Author Iain Gately points out in Drink: A Cultural History that gin’s potency and value had much to do with its appeal, writing, “Why work your way through porter at three pence a pot when the same money would buy a pint of gin?” Some of you may recall employing a similar line of logic during your youth and university years—or maybe last night. With accessibility came excess, however. Gately cites statistics from 1723 that, “suggested that every man, woman, and child in London knocked back more than a pint of gin per head per week.” For the first half of the 19th century, politicians, ministers and social reformers cited gin as the fuel for debauchery and vice in London. Artist William Hogarth illustrated the effect of this widespread consumption in his 1751 print “Gin Lane.” Upon viewing this piece, and its companion, “Beer Street,” some of you will no doubt recall similar scenes played out on fraternity house lawns or maybe in the living room at family Christmas parties. The perceived debilitating effect gin had on the population of London cannot be overlooked. Parliament passed five separate pieces of legislation concerning the “epidemic” in 1729, 1736, 1743, 1747 and 1751. Government regulation and the falling wages of the working class contributed to the end of the “gin craze.”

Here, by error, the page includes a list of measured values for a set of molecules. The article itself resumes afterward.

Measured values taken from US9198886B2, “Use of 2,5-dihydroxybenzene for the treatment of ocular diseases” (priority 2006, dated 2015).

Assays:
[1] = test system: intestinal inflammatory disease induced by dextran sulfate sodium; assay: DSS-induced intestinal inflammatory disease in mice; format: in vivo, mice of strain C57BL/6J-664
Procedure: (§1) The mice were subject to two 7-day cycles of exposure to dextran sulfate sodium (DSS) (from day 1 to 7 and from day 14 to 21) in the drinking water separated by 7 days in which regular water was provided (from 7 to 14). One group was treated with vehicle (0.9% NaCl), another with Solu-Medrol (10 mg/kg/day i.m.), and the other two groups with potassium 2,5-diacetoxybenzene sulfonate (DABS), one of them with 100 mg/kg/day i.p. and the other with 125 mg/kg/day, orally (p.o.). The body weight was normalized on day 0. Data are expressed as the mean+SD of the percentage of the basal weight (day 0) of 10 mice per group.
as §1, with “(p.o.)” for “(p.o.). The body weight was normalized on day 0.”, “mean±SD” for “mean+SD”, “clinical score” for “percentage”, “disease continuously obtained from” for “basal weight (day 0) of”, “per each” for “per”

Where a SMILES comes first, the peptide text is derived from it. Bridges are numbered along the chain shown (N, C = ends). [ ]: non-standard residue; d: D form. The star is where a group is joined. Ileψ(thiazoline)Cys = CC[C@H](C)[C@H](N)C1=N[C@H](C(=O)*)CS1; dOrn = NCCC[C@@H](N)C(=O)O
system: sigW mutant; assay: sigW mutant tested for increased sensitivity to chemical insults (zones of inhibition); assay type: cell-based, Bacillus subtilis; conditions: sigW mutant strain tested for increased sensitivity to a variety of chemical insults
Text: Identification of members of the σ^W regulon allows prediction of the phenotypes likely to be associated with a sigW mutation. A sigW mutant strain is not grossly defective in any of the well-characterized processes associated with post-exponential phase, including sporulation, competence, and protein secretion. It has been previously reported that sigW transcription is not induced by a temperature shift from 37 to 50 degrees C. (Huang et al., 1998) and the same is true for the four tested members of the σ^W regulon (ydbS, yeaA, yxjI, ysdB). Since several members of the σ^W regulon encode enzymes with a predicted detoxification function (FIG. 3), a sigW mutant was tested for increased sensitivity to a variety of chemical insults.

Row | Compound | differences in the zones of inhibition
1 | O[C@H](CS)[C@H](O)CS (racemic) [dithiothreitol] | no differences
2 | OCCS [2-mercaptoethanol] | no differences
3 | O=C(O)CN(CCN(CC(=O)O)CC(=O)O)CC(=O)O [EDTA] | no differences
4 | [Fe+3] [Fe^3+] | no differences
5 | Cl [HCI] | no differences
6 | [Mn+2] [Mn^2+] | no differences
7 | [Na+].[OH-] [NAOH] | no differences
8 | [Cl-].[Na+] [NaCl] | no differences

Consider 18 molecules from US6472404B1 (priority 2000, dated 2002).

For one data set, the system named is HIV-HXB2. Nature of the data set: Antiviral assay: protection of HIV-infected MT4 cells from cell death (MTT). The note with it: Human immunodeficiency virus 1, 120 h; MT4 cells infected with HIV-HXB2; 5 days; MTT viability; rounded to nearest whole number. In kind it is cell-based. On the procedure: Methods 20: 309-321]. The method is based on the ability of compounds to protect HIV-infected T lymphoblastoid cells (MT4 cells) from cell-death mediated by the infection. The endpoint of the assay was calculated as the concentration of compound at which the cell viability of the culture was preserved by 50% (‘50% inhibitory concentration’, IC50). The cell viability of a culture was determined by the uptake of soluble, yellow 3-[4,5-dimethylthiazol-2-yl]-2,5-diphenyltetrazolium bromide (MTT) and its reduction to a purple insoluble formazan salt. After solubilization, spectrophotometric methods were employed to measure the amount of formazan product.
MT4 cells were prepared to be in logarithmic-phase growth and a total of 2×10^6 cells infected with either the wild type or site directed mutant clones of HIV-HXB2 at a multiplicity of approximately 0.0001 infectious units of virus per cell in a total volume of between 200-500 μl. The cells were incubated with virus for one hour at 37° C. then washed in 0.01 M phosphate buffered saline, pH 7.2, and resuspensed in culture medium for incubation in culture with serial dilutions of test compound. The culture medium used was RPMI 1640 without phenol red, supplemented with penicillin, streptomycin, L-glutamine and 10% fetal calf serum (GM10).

The gin and tonic is perhaps most synonymous with British imperialism. The cocktail didn’t merely quench the thirst of ruthless colonizers when they took a break from subjecting and exploiting the native populations of Africa and Asia, however. The gin and tonic emerged during the mid-19th century when British soldiers began mixing quinine—a powder rendered from the bark of the cinchona tree—with soda and sugar to create a rudimentary form of tonic water. Quinine served as a precaution against malaria. British civil and military personnel throughout India took daily rations of it to survive. Following the establishment of the first commercial tonic water company by Erasmus Bond in 1858, Britons living and working in India began drinking their daily ration with gin, thus providing them with a delicious means of repelling the diseases that made mass subjection difficult. Wherever the imperial Britons nested they created specialty cocktails. One example is the Singapore Sling, created in the early 20th century by a Chinese bartender working at the Raffles Hotel—one of the more opulent bastions of white, British imperialists—in Singapore.